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03-06-2019 | Review Article | Uitgave 3/2019 Open Access

Perspectives on Medical Education 3/2019

Is postgraduate leadership education a match for the wicked problems of health systems leadership? A critical systematic review

Tijdschrift:
Perspectives on Medical Education > Uitgave 3/2019
Auteurs:
Betty Onyura, Sara Crann, David Tannenbaum, Mary Kay Whittaker, Stuart Murdoch, Risa Freeman
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Electronic supplementary material

The online version of this article (https://​doi.​org/​10.​1007/​s40037-019-0517-2) contains supplementary material, which is available to authorized users.

Editor’s Note:

Abstract

Purpose

There have been a growing number of leadership education programs for physicians. However, debates about the value and efficacy of leadership education in medicine persist, and there are calls for systematic and critical perspectives on medical leadership development. Here, we review evidence on postgraduate leadership education and discuss findings in relation to contemporary evidence on leadership education and practice.

Method

We searched multiple databases for papers on postgraduate leadership development programs, published in English between 2007 and 2017. We identified 4,691 papers; 31 papers met the full inclusion criteria. Data regarding curricular content and design, learner demographics, instructional methods, and learning outcomes were abstracted and synthesized.

Results

There was modest evidence for effectiveness of programs in influencing knowledge and skills gains in select domains. However, the conceptual underpinnings of the ‘leadership’ training delivered were often unclear. Contemporary theory and evidence on leadership practice was not widely incorporated in program design. Programs were almost exclusively uni-professional, focused on discrete skill development, and did not address systems-level leadership issues. Broader leadership capacity building strategies were underutilized. A new wave of longitudinal, integrated clinical and leadership programming is observed.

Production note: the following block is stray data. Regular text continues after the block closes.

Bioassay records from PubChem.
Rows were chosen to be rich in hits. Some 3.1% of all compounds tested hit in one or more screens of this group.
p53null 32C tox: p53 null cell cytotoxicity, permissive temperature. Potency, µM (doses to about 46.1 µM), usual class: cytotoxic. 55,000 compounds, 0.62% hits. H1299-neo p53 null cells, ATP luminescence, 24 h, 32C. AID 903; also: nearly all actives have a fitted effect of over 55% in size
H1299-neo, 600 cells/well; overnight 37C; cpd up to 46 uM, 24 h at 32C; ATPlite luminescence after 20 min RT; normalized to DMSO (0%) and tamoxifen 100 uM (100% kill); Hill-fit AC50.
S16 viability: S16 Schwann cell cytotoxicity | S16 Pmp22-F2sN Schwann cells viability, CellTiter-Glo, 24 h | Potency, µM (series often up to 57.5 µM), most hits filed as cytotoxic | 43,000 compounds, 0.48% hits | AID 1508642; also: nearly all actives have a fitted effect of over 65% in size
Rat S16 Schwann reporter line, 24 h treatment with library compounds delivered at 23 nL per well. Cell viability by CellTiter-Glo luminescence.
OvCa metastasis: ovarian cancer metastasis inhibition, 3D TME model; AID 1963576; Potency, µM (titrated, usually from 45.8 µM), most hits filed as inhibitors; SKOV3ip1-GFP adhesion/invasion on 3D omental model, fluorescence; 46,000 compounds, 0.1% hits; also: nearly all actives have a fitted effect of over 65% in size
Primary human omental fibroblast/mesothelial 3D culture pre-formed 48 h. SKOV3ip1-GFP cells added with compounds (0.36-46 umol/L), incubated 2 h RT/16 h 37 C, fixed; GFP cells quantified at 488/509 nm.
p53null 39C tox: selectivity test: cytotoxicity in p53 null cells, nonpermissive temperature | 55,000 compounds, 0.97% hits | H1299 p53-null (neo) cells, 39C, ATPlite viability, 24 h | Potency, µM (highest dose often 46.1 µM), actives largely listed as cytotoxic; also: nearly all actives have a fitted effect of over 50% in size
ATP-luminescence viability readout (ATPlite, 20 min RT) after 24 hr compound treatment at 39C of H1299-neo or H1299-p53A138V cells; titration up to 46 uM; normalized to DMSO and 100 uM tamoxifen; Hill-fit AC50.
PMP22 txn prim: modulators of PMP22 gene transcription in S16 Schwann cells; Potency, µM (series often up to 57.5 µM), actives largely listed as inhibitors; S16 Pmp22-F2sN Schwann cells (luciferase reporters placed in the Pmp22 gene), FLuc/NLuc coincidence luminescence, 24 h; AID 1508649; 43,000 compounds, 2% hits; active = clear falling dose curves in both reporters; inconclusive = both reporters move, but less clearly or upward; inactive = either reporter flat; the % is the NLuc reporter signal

Conclusions

Our findings raise questions about persistent preparation-practice gaps in leadership education in medicine. Leadership education needs to evolve to incorporate broader collective capacity building, as well as evidence-informed strategies for leadership development. Barriers to educational reform need to be identified and addressed as educators work to re-orientate education programs to better prepare budding physician leaders for the challenges of health system leadership.
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